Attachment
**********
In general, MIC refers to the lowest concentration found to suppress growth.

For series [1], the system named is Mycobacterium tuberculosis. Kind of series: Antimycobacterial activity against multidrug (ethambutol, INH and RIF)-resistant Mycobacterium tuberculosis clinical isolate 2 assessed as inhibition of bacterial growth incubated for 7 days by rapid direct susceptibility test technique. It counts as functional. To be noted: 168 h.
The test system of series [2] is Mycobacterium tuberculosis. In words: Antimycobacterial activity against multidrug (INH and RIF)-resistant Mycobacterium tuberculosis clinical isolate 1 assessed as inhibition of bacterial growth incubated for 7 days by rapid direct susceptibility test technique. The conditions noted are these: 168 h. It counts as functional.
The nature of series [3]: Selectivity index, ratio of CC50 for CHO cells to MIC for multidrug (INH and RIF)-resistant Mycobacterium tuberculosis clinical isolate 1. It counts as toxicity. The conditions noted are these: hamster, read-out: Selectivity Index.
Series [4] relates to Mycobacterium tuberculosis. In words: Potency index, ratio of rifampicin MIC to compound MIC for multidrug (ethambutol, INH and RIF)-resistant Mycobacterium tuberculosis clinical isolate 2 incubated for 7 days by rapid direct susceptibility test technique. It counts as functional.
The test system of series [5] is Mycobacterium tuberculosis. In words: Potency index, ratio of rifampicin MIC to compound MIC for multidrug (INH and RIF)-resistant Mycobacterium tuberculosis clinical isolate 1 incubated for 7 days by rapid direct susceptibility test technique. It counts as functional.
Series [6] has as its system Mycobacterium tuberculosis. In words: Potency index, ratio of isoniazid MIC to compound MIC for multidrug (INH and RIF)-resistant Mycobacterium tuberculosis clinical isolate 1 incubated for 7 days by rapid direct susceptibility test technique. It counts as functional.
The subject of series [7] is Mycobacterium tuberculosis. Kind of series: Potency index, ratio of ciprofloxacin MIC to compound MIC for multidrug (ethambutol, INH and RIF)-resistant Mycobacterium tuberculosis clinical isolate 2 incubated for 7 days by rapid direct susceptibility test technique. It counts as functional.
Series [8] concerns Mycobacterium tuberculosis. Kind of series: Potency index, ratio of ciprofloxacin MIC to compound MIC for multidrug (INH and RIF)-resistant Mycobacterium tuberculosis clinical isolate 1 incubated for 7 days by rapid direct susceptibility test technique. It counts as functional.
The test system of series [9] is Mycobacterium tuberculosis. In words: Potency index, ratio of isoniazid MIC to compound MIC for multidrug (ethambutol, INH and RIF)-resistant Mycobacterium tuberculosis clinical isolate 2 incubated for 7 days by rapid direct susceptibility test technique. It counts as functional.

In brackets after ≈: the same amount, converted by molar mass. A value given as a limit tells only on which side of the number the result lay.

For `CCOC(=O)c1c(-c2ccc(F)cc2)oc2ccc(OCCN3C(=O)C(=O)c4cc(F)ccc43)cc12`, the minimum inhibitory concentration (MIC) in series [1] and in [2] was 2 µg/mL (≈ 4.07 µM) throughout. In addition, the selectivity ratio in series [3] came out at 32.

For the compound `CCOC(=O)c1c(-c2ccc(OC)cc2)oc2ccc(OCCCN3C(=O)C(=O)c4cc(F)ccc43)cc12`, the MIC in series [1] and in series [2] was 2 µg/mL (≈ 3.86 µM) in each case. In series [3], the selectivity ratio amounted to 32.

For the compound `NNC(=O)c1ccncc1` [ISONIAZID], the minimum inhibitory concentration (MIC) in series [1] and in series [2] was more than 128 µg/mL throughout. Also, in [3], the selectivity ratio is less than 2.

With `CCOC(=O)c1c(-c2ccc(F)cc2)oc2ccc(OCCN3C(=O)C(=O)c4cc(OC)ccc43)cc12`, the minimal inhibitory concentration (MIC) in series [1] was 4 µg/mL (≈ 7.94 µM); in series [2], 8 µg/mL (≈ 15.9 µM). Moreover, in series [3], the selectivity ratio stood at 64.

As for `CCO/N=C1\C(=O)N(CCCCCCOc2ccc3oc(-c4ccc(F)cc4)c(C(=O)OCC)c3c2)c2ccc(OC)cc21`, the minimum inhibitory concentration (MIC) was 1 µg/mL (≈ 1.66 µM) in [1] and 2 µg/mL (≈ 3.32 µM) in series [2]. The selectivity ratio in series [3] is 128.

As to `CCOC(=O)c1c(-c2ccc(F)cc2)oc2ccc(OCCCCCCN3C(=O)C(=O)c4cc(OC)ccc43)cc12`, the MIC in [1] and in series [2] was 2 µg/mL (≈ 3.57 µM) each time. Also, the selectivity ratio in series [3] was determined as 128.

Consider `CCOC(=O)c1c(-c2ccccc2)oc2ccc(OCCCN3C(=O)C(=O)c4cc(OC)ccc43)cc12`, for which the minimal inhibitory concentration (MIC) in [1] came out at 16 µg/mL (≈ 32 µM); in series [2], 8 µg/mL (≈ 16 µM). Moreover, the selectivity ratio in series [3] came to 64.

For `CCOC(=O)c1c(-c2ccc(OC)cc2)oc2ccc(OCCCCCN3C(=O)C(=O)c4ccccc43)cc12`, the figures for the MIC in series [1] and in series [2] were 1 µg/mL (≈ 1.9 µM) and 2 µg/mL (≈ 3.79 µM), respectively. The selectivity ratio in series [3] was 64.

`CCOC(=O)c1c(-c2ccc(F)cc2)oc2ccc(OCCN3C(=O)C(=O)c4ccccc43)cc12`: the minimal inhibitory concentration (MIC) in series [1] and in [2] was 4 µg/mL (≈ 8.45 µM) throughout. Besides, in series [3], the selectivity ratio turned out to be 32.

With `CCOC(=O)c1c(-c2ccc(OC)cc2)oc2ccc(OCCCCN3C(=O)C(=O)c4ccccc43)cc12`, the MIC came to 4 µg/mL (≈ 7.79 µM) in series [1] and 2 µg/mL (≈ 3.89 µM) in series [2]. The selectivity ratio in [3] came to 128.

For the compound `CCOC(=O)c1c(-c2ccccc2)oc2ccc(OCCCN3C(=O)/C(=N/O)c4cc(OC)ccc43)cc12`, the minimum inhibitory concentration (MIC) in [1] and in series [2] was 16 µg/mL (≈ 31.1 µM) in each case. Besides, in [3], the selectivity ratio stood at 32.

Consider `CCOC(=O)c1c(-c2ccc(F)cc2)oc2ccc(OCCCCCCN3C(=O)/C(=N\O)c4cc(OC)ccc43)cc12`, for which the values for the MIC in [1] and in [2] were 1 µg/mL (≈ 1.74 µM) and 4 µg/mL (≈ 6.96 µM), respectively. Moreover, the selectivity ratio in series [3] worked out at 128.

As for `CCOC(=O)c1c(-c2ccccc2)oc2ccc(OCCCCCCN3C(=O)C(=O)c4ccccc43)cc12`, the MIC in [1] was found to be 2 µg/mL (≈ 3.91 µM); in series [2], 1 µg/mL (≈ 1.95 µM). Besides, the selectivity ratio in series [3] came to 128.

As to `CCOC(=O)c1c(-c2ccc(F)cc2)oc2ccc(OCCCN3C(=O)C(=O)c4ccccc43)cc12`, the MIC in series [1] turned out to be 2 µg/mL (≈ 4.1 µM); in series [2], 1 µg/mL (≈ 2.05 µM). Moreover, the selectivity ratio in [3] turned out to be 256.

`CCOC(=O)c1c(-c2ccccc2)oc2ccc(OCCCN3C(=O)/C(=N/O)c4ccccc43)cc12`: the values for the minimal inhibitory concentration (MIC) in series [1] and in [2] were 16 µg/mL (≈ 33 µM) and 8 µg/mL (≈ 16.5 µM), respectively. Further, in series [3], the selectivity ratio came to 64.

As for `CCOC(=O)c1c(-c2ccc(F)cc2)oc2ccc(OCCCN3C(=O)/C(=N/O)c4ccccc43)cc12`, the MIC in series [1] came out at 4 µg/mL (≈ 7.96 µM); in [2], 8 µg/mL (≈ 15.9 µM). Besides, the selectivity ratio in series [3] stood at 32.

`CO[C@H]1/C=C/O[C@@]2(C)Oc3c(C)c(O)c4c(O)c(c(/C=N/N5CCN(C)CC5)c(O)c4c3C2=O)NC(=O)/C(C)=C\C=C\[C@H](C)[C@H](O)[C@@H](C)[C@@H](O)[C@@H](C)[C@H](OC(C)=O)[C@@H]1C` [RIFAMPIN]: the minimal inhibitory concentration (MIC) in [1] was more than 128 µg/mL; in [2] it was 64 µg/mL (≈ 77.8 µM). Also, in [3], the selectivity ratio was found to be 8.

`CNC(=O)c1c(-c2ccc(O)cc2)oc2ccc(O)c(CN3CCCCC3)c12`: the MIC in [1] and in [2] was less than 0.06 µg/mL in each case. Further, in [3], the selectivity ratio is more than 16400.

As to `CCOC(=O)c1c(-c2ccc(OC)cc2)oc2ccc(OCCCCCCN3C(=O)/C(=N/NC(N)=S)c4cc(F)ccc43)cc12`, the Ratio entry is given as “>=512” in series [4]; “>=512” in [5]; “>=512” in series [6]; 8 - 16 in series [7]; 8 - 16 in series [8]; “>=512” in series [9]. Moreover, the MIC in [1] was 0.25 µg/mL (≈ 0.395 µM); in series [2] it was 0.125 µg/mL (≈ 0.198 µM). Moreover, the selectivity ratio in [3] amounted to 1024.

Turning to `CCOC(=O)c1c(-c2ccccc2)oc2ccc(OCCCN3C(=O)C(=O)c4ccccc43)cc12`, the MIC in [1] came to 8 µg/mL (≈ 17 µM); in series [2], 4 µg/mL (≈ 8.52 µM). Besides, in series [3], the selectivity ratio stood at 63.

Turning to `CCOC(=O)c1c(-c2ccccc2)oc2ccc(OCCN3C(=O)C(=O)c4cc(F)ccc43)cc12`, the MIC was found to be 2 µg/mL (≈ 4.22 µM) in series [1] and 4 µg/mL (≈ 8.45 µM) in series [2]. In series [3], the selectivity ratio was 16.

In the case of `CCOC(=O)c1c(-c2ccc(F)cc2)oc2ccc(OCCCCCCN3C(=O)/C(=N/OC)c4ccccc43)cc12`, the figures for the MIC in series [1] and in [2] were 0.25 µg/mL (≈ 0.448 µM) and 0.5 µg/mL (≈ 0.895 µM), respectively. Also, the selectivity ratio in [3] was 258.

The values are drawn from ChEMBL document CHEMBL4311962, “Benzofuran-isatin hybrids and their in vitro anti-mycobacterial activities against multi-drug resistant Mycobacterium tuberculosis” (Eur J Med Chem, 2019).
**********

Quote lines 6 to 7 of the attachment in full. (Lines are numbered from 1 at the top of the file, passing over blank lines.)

The test system of series [5] is Mycobacterium tuberculosis. In words: Potency index, ratio of rifampicin MIC to compound MIC for multidrug (INH and RIF)-resistant Mycobacterium tuberculosis clinical isolate 1 incubated for 7 days by rapid direct susceptibility test technique. It counts as functional.
Series [6] has as its system Mycobacterium tuberculosis. In words: Potency index, ratio of isoniazid MIC to compound MIC for multidrug (INH and RIF)-resistant Mycobacterium tuberculosis clinical isolate 1 incubated for 7 days by rapid direct susceptibility test technique. It counts as functional.